LOS ANGELES -- With his pleasant tenor, gentle manner and inventive arrangements, Raffi, a Canadian singer-songwriter, is the Bruce Springsteen of the under-10 set, selling more than 6 million records over the years.
It is far from clear who is the children's Madonna or MC Hammer or U2, but the success of Raffi and others is leading a number of big entertainment companies into the rapidly growing business of children's music.
Sales increased last year by more than 50 percent, to $300 million, and while that is only a fraction of the $7.5 billion music business, some executives believe it will be one of the hot areas for growth.
Responding in part to a new baby boom, Time Warner Inc. and the Sony Corp. this year joined other entertainment conglomerates in the children's music business.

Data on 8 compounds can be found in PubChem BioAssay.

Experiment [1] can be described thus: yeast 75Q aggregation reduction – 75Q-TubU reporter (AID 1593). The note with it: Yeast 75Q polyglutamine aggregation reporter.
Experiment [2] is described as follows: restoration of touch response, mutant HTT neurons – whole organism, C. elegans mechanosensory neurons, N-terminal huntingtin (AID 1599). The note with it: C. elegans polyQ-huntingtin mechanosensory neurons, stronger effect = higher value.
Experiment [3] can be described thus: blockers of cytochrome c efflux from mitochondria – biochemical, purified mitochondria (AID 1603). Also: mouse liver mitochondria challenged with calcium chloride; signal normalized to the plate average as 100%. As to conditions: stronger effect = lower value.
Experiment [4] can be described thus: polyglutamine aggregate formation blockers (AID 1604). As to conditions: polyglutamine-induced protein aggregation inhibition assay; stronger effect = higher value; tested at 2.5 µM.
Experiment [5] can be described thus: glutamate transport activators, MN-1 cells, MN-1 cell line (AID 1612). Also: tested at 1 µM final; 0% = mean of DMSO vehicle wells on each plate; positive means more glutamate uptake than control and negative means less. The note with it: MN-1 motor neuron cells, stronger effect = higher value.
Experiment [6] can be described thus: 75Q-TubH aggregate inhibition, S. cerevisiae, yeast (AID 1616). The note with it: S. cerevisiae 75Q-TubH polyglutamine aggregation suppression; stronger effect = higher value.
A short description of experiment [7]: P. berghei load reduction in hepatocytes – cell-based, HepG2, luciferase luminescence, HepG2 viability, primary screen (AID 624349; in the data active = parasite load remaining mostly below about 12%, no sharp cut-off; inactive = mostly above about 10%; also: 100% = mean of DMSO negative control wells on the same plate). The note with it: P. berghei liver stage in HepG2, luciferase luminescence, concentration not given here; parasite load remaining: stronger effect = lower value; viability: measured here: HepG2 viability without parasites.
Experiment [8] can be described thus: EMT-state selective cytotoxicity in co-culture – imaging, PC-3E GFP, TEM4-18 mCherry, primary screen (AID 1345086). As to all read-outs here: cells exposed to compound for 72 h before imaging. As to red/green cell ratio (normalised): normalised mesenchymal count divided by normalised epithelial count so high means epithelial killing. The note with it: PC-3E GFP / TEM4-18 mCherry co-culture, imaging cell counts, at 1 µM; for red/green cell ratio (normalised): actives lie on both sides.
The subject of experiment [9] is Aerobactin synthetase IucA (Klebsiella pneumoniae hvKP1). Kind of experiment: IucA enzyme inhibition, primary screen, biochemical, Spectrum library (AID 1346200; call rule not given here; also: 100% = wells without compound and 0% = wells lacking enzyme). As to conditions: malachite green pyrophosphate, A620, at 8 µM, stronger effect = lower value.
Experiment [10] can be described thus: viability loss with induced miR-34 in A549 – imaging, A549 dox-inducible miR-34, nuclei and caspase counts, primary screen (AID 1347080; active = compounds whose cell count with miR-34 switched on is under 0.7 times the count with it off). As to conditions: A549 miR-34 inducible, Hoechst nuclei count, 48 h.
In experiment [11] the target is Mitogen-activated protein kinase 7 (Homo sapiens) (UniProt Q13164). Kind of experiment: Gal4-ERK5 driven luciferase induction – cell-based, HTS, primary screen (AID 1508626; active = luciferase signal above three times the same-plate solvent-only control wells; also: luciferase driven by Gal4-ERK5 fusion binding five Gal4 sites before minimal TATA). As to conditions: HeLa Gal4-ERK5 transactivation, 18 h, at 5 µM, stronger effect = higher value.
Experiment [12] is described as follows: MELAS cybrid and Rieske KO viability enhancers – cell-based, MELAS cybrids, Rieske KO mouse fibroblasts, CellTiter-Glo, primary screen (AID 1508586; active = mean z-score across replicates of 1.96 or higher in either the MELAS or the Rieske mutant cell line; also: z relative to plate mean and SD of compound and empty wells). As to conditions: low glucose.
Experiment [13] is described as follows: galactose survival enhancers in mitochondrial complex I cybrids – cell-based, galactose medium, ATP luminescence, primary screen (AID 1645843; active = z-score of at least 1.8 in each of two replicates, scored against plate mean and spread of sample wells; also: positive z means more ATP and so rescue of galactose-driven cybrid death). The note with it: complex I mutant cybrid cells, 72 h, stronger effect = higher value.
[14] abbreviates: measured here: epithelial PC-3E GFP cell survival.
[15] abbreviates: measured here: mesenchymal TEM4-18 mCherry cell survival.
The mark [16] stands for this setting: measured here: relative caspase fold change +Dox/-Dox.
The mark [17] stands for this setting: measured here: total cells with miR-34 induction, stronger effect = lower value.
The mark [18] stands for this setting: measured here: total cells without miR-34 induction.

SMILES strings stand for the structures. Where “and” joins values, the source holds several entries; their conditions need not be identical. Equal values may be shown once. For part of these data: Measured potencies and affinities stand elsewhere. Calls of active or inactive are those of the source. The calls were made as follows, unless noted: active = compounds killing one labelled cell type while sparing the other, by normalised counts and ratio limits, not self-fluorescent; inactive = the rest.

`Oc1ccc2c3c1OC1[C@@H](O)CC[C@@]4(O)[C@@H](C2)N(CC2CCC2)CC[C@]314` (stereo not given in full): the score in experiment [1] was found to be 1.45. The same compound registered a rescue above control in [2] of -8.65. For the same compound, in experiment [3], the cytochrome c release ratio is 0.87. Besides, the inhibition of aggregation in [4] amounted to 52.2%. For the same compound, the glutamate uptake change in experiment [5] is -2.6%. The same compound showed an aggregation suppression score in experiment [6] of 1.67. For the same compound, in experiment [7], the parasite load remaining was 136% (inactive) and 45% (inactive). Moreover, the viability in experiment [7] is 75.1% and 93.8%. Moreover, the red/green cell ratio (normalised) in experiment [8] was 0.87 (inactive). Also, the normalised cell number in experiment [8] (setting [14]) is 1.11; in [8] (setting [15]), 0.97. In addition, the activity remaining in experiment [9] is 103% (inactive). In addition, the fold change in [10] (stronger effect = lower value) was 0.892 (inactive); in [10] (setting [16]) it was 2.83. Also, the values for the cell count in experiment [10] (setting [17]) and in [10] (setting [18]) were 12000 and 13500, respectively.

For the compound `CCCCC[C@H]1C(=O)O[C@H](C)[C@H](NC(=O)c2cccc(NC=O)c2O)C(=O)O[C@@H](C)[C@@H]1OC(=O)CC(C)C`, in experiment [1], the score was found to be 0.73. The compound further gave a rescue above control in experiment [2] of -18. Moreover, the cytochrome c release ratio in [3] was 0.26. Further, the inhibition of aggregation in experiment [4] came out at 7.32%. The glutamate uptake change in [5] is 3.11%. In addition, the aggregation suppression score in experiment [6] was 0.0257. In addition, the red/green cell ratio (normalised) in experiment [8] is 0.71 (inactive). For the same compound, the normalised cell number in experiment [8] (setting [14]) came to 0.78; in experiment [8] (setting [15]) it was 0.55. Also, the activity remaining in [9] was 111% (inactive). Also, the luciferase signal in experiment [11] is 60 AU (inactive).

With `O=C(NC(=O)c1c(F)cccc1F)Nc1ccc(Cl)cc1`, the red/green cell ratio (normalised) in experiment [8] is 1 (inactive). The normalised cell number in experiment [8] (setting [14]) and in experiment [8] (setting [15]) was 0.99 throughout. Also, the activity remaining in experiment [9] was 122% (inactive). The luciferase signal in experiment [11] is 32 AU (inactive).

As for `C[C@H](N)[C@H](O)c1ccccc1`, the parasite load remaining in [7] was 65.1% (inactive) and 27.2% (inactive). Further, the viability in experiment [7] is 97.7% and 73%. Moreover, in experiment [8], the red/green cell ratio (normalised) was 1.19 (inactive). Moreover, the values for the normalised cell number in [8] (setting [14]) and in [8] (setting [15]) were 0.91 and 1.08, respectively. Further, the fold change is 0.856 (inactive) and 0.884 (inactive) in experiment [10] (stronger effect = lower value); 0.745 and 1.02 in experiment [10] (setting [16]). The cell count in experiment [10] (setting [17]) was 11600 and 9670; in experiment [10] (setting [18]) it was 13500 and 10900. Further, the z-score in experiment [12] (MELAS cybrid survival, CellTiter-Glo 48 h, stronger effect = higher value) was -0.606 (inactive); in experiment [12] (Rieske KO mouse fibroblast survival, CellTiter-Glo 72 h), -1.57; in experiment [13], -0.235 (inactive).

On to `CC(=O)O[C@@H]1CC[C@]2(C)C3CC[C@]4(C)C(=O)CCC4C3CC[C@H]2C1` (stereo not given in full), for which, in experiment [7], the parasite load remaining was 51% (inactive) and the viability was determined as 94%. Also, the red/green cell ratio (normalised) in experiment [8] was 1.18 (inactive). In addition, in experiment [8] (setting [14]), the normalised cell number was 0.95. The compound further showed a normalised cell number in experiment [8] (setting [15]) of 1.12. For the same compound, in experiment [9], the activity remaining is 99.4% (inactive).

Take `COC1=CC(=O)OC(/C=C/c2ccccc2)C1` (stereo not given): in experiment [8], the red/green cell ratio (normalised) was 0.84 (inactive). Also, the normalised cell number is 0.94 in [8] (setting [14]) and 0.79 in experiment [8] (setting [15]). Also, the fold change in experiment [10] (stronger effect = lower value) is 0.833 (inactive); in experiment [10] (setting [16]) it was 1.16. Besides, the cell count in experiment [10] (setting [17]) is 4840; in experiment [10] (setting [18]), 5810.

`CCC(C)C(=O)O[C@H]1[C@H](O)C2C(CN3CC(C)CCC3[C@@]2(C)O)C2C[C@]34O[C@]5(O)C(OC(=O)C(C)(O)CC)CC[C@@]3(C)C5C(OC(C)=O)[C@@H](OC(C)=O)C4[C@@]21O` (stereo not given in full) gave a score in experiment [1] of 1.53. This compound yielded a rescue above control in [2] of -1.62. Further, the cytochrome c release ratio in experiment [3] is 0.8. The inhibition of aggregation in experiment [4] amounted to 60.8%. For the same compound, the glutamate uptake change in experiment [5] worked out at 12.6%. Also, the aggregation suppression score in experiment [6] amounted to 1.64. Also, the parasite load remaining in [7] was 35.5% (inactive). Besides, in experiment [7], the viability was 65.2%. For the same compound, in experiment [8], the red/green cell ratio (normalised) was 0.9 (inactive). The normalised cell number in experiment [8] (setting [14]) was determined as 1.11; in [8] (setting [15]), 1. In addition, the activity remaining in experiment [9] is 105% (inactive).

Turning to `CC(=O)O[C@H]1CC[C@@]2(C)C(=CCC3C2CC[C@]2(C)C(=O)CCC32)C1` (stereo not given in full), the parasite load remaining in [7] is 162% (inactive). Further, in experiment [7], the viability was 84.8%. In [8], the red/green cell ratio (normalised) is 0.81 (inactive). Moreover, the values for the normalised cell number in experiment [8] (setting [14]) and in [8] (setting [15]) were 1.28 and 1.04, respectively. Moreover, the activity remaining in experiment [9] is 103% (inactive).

Last year, MCA Inc. acquired the recording rights to Raffi and his library of albums. So although Raffi recently said he would no longer record children's music, MCA still has his existing hits.
"There are going to be a lot more success stories coming out of this," said Geoff Bywater, senior vice president of marketing at MCA Records, who oversees children's music. "People going into the business know there is business to be had."
Until the recent boom, only two big companies, the Walt Disney Co. and A&M Records, which previously handled Raffi, competed in the market. Additionally, there are perhaps 200 small independent record labels, many operating out of performers' homes. For them, selling 10,000 copies is an achievement.
But with the arrival of other big labels, which have both marketing prowess and large national distribution networks, the dynamics of the industry are changing.
Most children's records had once been sold mainly in specialty shops instead of music stores. Now, more albums are being delivered to record and chain stores, increasing the chances of producing big-selling albums like Raffi's "Singable Songs for the Very Young," which has sold a million copies since 1984.